4. Protecting Tribal Enterprises "Bioterrorism: Risks to Tribal Food Enterprises" "Adapting Tribal Operations to Evolving Threats" "Being Prepared: Images from Real Life Experiences" "Reducing Risks to Gaming Operations"

Tribal Representation

Tribal members from twelve (12) different tribal communities were in attendance. Tribal representatives from throughout the upper Midwest, primarily Wisconsin and Michigan, and from as far away as Washington State, North Carolina, and New York, attended. Tribes represented at the 1st Annual Intertribal Risk Analysis Symposium included:

Oneida Tribe of Indians of Wisconsin Red Lake Band of Chippewa
Menomineee Indian Tribe of Wisconsin Potawotami
Bay Mills Indian Community Crow
Devils Lake Sioux Lac du Flambeau
Ho-Chunk (2 Bands) Puyallup Tribe of Indians
Oneida Indian Nation of New York Cherokee Indian Nation
Southeast Oneida Tribal Services

Non-Tribal Representation

U.S. Government agencies, private corporations, colleges and universities, and interested individuals participated as attendees, presenters, supporters, and/or sponsors. Non-tribal representation at the 1st Annual Intertribal Risk Analysis Symposium included:

United States Department of Homeland Security, Washington, D.C.
Center for Research & Economic Analysis of Terrorism Events, Los Angeles, California
Elizabeth City State University, Elizabeth City, North Carolina
Church of Holy Apostles, Episcopal Church, Oneida, Wisconsin
DMJMH&N AECOM, Los Angeles, California
Radisson Hotels, Green Bay, Wisconsin
University of Southern California, Los Angeles, California
Lloyd W. Mitchell Jr. Fund, Spanaway, Washington
Smithfield Community, Smithfield, Virginia
City of Milwaukee Police Union, Milwaukee, Wisconsin
Yale University, New Haven, Connecticut
Kortlander Ranch, Crow, Montana
State of Wisconsin, Madison, Wisconsin
Oak Ridge Associated Universities, Oak Ridge, Tennessee
State of Wisconsin House of Representatives, Madison, Wisconsin
Citizen's for Equal Rights Alliance, Yakima, Washington
City of Milwaukee, Milwaukee, Wisconsin
Brown County, Green Bay, Wisconsin
Outagamie County, Seymour, Wisconsin
Village of Howard, Wisconsin

American Indian Gaming Entity Representation

The three largest American Indian gaming complexes in the State of Wisconsin, those with large casinos with attached conference centers and hotels, were also represented:

  1. Oneida Indian Bingo and Casino, Oneida, Wisconsin
  2. Ho-Chunk Hotel, Casino, and Convention Center, Baraboo, Wisconsin
  3. Potawatomi Indian Bingo and Casino, Milwaukee, Wisconsin

Risk Roundtable

At the conclusion of the educational sessions, a "Risk Roundtable", open to all attendees, was conducted. A qualitative review of the comments yielded four themes:

  1. Terrorism risk education in the American Indian community is needed,
  2. At risk communities and tribal operations need to be prioritized for funding,
  3. Risk reduction and incident response coordination and communication between tribes, non-tribal governments, and local or regional entities must be improved.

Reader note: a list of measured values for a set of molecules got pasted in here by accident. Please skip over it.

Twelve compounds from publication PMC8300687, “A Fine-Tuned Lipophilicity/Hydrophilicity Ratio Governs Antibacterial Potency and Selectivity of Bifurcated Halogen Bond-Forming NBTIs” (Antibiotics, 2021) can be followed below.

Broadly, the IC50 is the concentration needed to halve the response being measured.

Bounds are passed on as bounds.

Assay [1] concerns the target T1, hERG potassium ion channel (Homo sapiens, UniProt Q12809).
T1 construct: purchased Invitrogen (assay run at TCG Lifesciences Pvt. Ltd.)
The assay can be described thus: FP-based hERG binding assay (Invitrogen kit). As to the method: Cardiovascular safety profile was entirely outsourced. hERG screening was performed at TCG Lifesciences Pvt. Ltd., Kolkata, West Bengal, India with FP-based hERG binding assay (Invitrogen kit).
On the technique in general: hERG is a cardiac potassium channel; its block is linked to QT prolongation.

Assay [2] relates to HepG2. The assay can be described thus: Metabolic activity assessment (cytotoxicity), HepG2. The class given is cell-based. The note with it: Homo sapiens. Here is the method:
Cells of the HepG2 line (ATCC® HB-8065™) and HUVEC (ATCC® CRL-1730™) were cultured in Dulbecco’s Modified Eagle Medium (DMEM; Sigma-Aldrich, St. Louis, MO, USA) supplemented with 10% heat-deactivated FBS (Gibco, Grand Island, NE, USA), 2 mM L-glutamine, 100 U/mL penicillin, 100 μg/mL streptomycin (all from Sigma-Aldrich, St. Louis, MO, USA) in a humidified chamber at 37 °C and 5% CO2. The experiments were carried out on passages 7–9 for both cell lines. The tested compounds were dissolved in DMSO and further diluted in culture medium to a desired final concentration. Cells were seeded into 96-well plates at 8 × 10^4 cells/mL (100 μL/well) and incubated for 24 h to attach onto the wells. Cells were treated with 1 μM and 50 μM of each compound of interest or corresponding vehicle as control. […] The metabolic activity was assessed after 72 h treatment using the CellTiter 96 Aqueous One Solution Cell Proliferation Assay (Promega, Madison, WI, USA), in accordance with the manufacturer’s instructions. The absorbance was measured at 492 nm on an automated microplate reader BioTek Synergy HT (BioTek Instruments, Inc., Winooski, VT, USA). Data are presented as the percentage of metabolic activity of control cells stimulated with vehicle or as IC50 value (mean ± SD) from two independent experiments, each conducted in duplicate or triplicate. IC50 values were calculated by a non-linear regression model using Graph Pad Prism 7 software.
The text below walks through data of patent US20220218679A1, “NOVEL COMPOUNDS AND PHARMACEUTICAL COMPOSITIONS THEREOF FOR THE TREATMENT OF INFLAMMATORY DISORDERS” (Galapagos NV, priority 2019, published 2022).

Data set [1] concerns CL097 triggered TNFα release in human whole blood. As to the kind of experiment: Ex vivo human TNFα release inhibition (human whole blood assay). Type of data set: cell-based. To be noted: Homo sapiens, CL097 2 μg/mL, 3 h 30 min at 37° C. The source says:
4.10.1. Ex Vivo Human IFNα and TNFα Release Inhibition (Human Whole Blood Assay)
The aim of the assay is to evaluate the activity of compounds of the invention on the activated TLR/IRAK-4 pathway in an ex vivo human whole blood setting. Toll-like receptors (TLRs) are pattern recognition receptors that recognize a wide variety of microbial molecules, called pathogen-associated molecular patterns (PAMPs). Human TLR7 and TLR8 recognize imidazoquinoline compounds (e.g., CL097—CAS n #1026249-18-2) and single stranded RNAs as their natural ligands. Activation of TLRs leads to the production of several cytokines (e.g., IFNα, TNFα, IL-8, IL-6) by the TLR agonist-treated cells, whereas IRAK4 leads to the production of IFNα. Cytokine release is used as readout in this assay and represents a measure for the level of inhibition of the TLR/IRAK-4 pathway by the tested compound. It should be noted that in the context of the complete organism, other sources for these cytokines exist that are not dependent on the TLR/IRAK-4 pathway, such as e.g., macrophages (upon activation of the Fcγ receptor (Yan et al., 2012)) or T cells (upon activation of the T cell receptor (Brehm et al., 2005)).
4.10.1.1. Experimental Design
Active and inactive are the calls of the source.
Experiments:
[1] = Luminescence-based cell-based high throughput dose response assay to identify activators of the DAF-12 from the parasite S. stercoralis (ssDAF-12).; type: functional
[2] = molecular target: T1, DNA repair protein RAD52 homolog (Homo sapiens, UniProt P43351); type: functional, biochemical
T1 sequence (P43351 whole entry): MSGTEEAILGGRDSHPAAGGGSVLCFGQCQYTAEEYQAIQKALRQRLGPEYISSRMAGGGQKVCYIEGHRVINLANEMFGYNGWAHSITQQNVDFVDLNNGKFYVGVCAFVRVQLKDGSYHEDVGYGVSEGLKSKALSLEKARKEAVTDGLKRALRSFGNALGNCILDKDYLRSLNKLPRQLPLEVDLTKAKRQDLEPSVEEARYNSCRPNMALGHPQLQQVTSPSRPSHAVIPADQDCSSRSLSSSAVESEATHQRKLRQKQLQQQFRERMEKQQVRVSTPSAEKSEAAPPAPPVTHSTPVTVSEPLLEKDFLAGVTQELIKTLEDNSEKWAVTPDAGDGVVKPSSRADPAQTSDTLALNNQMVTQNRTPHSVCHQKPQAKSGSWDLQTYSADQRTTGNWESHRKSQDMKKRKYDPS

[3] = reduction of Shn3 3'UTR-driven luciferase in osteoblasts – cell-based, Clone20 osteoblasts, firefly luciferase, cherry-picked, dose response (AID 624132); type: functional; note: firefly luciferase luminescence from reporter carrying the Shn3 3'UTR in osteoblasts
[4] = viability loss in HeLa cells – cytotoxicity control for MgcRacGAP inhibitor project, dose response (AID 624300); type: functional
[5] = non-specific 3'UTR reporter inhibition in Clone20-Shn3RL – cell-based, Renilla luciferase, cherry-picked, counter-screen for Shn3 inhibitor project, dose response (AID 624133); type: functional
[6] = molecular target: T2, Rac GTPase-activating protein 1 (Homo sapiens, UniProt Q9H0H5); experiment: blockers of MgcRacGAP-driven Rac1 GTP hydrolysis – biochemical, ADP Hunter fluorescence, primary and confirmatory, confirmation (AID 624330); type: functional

4. Cultural sensitivity, when possible, should be intertwined with government activities.

Social Activities

An essential component of the "Working Together" theme included a variety of social and recreational activities. Many of theses activities were sponsored and therefore provided at no cost to the participant. Social activities included, but were not limited to Green Bay Packer Stadium viewing, an Oneida Reservation Tour, an Evening Social, Bingo, Casino Gaming, a Small Group Buffet Luncheon, and Entertainment by the Oneida Nation Tribal Singers.

Support and Sponsorship Recognition

Various businesses, corporations, and individuals provided an array of support, either directly or indirectly, for the 1st Annual Intertribal Risk Analysis Symposium. Support included discounts, supplies, food, beverages, bingo and casino coupons, and other sponsorships. Supporters and sponsors included, but were not limited to:

DMJMH&N AECOM, Los Angeles, California
Northwest Airlines, Egan, Minnesota
Lloyd W. Mitchell Jr. Fund, Spanaway, Washington
Dr. Anne Garland, Smithfield, Virginia
Alaska Airlines, Seattle, Washington
Mr. James and Rebecca Sarni, Los Angeles, California
Radisson Hotels, Green Bay, Wisconsin
Society for the Advancement of Chicanos and Native Americans In Science
American Indian Science and Engineering Society
Various Tribal Member Sponsors and Supporters, and
The symposium host: the Oneida Tribe of Indians of Wisconsin

Concluding Remarks

American Indian tribal communities and non-Indian communities are interested and are committed to working together to better understand risk, risk analysis, and economic impacts of terrorism events. All symposium participants indicated that joint Indian-non-Indian educational activities related to risk are imperative to enhance future Homeland Security efforts on or near Indian reservations. Both tribal and casino officials of American Indian gaming communities understand that they may be at higher risk due to the nature of their business and therefore, all community members must learn to identify and asses risk factors.